Anxious to understand this!

Getting the hairspring round is tricky but keeping it flat at the same time is even more of a pain. 

My problem with the Bergeon tool is that the hole is way too large for a wristwatch collet so the hairspring just droops at it's centre. Also, with no hollow for the stud, the spring itself isn't lying properly flat. With the extra hole for the stud, the spring can now be adjusted from either side. 

I think the glass is for clarity and stability as watchweasel explains above... I have to use a microscope when trying to adjust a hairspring, the glass (or very clear plastic) gives an unhindered image of the hairspring. 

I have one shot of correcting a Valjoux 92 hairspring or having to adapt another balance and hairspring to fit... either way I need all the help I can get! 

I'm also trying to adapt some old tweezers to have right angled tips so I can properly see what I'm adjusting when using the microscope. 

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These pictures might better show what I mean... I'm practicing on whatever spare hairspring I can find so I have to add more holes. This is a balance from a 12 ligne Oris.

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  • 4 weeks later...
On 6/12/2021 at 8:07 PM, LittleWatchShop said:

Intrigued...but I have only tried to bend one hairspring and it was just a slight adjustment. 

So the idea behind the bergeon and your tool is simply to have a hole for the stud so that the hairspring can lie flat?  Why does it need to be clear?  Why is flexing an issue because I cannot imagine any pressure on the plate since you are tweaking a hairspring with the finest amount of force.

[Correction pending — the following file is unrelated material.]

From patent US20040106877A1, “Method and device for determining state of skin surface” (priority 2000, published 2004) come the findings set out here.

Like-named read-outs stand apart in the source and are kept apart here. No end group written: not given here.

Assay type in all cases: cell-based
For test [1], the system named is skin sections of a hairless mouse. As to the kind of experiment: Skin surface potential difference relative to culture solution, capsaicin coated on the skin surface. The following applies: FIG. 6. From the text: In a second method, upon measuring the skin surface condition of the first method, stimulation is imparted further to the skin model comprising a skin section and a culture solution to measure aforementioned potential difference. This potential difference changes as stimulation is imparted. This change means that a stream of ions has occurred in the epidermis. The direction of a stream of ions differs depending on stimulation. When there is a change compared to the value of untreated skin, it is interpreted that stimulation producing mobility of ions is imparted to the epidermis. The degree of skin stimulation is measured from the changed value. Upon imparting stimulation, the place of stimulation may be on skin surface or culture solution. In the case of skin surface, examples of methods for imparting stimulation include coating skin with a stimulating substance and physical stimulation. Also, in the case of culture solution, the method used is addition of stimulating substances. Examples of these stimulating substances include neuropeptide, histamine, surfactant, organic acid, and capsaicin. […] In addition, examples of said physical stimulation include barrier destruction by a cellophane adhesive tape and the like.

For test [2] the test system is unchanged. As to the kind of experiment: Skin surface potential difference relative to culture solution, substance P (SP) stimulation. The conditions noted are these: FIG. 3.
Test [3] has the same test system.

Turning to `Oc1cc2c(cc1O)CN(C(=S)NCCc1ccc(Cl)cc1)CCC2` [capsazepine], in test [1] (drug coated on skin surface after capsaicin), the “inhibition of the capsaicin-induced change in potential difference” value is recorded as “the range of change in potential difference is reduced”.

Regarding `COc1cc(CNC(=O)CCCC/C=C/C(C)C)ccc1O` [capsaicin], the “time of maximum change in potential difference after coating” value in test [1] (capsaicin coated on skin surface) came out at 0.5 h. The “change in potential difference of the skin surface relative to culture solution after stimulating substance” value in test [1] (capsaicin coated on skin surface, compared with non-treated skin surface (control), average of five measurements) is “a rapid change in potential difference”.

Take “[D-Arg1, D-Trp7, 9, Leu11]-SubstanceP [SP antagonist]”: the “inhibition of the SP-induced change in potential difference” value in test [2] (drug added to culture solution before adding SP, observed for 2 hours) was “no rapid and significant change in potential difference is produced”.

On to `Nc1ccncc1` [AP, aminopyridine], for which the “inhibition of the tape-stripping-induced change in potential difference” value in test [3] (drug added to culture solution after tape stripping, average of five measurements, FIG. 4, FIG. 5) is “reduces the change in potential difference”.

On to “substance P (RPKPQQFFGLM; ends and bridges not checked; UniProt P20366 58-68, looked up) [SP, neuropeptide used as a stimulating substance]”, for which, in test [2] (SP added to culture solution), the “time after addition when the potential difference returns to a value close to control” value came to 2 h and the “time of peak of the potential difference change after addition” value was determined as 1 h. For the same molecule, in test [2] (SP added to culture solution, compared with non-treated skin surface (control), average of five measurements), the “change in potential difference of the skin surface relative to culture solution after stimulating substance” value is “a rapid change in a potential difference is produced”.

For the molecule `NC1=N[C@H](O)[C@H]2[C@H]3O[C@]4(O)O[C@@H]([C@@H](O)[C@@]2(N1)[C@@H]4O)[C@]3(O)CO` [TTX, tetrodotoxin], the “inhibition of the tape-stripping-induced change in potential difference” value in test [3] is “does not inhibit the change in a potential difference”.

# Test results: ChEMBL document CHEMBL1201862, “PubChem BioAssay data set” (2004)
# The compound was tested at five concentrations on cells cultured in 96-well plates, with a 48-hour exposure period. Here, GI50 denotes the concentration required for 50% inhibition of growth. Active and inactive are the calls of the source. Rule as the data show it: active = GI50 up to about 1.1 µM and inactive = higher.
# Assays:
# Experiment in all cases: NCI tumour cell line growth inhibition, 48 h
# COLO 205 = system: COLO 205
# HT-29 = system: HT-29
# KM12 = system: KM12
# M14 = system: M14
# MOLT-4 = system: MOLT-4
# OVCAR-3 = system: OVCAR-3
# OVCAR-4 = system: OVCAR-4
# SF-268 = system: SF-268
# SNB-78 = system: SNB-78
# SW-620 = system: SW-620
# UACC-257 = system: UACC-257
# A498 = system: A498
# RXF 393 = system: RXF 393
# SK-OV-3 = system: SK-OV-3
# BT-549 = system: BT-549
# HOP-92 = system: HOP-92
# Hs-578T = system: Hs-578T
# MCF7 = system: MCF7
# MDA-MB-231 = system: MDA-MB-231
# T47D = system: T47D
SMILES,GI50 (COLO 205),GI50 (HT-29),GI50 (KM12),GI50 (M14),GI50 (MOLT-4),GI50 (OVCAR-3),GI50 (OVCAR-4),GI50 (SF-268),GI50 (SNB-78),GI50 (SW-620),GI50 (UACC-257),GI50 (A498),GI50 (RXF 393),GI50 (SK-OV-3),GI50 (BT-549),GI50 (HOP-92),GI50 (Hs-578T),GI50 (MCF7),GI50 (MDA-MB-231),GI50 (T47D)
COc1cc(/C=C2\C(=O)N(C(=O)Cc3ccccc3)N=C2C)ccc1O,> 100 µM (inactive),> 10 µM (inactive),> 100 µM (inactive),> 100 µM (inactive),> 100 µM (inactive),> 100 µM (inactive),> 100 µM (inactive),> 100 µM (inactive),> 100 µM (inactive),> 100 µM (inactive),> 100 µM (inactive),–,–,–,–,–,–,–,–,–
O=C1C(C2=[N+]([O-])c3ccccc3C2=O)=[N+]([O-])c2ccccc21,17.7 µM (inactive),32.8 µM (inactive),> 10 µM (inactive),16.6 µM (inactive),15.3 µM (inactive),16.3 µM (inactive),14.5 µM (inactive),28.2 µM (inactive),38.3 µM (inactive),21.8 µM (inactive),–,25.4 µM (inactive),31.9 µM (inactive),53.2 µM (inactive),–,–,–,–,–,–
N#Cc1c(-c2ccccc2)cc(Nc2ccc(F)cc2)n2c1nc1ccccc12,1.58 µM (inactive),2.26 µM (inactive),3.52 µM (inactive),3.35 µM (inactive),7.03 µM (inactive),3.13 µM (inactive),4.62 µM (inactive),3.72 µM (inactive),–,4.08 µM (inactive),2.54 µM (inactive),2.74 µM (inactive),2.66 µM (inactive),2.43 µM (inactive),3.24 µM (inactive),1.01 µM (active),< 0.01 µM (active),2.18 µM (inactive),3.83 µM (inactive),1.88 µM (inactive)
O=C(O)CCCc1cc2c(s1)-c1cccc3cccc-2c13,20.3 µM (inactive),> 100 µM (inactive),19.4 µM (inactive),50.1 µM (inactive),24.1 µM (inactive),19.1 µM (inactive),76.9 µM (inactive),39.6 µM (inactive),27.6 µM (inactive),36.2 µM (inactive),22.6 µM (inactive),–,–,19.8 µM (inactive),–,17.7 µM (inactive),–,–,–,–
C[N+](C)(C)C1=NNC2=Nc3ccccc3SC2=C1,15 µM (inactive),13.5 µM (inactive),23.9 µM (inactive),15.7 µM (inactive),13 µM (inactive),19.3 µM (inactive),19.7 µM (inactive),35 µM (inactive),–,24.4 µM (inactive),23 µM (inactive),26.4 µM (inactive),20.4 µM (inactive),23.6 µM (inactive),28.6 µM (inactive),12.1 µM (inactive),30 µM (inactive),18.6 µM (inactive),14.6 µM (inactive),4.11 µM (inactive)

Anxious to understand this!

I think the reason is to reduce friction between the surface and the hairspring+tweezers? I worked on my first hairspring on a matt and the feedback sensation from my tweezers was not great as it rubs the surface. I imagine glass would feel so much better.

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The reason there is only one hole in the tool from the beginning is because when getting the hairspring in shape you work on it without the stud on it. Taking the stud away gives you greater control to work on the hairspring and gives you a better chance to get it really flat and nice.
The glass/plastic surface makes it easier to rotate it while working. Having a white paper underneath gives you a better contrast so you can see how the hairspring should be turned/bent. With the stud still in I think makes it harder to get a perfect shape on the hairspring.

If you are afraid of losing the stud when you take it away you always could invest in an assortment of them (to the right in the picture).

 

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22 hours ago, HSL said:

The reason there is only one hole in the tool from the beginning is because when getting the hairspring in shape you work on it without the stud on it.

Still quite a large hole though, 3.5mm or 4.5mm for the Bergeon tool. Surprised they haven't made a smaller version.